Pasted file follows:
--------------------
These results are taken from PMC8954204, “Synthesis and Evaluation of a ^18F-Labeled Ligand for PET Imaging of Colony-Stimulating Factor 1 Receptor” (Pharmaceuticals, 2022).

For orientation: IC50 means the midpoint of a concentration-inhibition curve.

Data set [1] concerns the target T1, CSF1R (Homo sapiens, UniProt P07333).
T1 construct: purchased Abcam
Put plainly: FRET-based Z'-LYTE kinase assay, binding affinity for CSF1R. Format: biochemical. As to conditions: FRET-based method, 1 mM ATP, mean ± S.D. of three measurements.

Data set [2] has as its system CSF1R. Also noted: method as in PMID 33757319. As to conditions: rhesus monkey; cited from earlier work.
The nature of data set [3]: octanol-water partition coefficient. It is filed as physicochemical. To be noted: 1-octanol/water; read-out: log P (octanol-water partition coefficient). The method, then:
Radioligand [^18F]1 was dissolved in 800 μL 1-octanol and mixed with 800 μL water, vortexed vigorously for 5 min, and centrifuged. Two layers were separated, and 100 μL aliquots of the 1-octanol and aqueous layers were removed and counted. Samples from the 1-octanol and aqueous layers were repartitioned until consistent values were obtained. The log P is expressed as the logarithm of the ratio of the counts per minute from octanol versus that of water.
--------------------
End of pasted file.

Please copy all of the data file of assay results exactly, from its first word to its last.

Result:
These results are taken from PMC8954204, “Synthesis and Evaluation of a ^18F-Labeled Ligand for PET Imaging of Colony-Stimulating Factor 1 Receptor” (Pharmaceuticals, 2022).

For orientation: IC50 means the midpoint of a concentration-inhibition curve.

Data set [1] concerns the target T1, CSF1R (Homo sapiens, UniProt P07333).
T1 construct: purchased Abcam
Put plainly: FRET-based Z'-LYTE kinase assay, binding affinity for CSF1R. Format: biochemical. As to conditions: FRET-based method, 1 mM ATP, mean ± S.D. of three measurements.

Data set [2] has as its system CSF1R. Also noted: method as in PMID 33757319. As to conditions: rhesus monkey; cited from earlier work.
The nature of data set [3]: octanol-water partition coefficient. It is filed as physicochemical. To be noted: 1-octanol/water; read-out: log P (octanol-water partition coefficient). The method, then:
Radioligand [^18F]1 was dissolved in 800 μL 1-octanol and mixed with 800 μL water, vortexed vigorously for 5 min, and centrifuged. Two layers were separated, and 100 μL aliquots of the 1-octanol and aqueous layers were removed and counted. Samples from the 1-octanol and aqueous layers were repartitioned until consistent values were obtained. The log P is expressed as the logarithm of the ratio of the counts per minute from octanol versus that of water.